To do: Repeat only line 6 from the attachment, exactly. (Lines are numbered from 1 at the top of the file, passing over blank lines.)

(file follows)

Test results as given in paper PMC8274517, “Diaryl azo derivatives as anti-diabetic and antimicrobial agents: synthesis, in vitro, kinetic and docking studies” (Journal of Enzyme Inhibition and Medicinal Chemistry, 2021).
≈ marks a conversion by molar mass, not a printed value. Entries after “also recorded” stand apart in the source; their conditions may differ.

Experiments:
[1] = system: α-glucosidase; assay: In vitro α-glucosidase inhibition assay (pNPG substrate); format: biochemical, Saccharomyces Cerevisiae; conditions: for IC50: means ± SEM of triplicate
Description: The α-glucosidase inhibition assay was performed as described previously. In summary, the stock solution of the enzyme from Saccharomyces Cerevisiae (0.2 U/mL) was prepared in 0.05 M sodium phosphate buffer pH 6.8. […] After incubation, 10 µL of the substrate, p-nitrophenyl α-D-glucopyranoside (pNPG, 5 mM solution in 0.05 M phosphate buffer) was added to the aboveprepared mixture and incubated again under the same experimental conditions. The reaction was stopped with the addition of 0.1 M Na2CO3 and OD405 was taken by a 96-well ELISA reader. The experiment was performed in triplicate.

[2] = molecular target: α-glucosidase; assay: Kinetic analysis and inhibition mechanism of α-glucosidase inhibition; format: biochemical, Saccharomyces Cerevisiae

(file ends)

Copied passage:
[2] = molecular target: α-glucosidase; assay: Kinetic analysis and inhibition mechanism of α-glucosidase inhibition; format: biochemical, Saccharomyces Cerevisiae